My job

60 seconds with trust chief executive Jacqueline Docherty

Take opportunities as they come and be kind to people along the way, says Jacqueline Docherty. 
Jacqueline Docherty.jpg

Take opportunities as they come and be kind to people along the way, says Jacqueline Docherty

North West Healthcare NHS Trust chief executive Jacqueline Docherty has held a variety of clinical and managerial posts during a nursing career that has spanned more than 40 years, including theatre sister, senior nurse for acute services, executive director of nursing and acting chief executive at Londons Kings College Hospital. She was appointed chief executive at West Middlesex University Hospital in 2009, and has been in her current role since April 2015. In 2004, Ms Docherty was awarded a CBE for services to nursing and the NHS.

What are your main work responsibilities? I see myself as conductor of the orchestra, leading the executive team to deliver for our patients.

Who are

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Take opportunities as they come and be kind to people along the way, says Jacqueline Docherty

 


Jacqueline Docherty is chief executive
of the North West Healthcare NHS Trust. 

North West Healthcare NHS Trust chief executive Jacqueline Docherty has held a variety of clinical and managerial posts during a nursing career that has spanned more than 40 years, including theatre sister, senior nurse for acute services, executive director of nursing and acting chief executive at London’s King’s College Hospital. She was appointed chief executive at West Middlesex University Hospital in 2009, and has been in her current role since April 2015. In 2004, Ms Docherty was awarded a CBE for services to nursing and the NHS.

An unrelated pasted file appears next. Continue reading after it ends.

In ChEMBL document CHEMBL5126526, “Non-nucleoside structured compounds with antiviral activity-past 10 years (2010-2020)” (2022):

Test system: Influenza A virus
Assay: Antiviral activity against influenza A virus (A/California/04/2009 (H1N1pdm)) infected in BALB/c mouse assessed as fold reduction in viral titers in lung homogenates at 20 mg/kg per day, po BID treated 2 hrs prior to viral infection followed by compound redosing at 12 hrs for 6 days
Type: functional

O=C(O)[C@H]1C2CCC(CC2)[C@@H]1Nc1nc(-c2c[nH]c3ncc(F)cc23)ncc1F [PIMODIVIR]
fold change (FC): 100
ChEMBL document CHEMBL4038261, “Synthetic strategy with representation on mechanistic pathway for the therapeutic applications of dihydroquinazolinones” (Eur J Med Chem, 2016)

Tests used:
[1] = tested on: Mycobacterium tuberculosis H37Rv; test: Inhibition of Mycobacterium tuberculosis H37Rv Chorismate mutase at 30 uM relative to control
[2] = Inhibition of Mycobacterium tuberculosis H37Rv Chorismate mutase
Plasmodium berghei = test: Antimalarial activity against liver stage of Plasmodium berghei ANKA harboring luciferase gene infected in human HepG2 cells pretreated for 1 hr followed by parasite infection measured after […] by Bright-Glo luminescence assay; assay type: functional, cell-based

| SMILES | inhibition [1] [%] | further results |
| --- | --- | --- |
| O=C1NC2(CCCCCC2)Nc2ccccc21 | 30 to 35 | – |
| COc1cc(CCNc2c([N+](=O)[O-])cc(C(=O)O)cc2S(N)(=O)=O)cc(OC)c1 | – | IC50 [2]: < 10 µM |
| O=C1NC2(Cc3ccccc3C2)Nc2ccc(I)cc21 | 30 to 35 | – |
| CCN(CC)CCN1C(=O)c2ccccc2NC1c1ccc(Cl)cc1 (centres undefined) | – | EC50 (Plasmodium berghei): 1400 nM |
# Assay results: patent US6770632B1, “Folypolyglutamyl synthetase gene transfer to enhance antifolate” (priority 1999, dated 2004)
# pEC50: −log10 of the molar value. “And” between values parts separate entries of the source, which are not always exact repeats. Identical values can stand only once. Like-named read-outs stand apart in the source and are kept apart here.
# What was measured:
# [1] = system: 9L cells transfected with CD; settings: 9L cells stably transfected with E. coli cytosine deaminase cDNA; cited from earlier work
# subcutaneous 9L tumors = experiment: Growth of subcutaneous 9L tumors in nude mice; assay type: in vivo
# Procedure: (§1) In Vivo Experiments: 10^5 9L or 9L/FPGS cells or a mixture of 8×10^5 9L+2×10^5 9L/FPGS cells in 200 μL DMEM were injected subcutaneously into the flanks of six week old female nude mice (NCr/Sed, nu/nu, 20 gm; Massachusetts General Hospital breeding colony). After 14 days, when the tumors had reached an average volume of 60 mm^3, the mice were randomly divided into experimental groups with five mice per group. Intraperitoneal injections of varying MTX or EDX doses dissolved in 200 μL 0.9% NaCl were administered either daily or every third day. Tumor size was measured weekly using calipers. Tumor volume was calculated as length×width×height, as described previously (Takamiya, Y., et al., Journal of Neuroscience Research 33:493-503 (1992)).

What are your main work responsibilities?  
I see myself as conductor of the orchestra, leading the executive team to deliver for our patients. 

Who are your clients/patients?
The trust serves three London boroughs - Harrow, Ealing and Brent - and we also treat patients from across the country and overseas. 

What do you love about your job? 
The variety, and the people you meet along the way. Also the quest to try to make things better for our patients in terms of outcome and experience. 

What do you find most difficult? 
Trying to do it all in the timescale available. The tough financial environment the NHS is currently operating in also brings challenges, but these shouldn’t stop us from seeking to improve things for our patients. 

What is your top priority at work?
Keeping our patients safe. 

How have you developed your skills in this role? 
Through learning on the job and tapping into the expertise of others. No one can do it alone, you have to work as a team and use each other’s skills and talents.

What has been your most formative career experience? 
It’s not actually mine, but my mother’s. She was a ward sister and that was the most formative experience for me growing up. She installed in me a work ethic and a desire to make things better for others.

If you hadn’t become a nurse, what would you have done instead? 
Worked in the theatre. I think the theatre is a magical place. 

What is the best lesson nursing has taught you? 
It has taught me about humanity. It is such a privilege to work with patients, and nurses can get so much back through interacting with them in a meaningful way.

What career advice would you give your younger self? 
Take opportunities as they come and be kind to people along the way.


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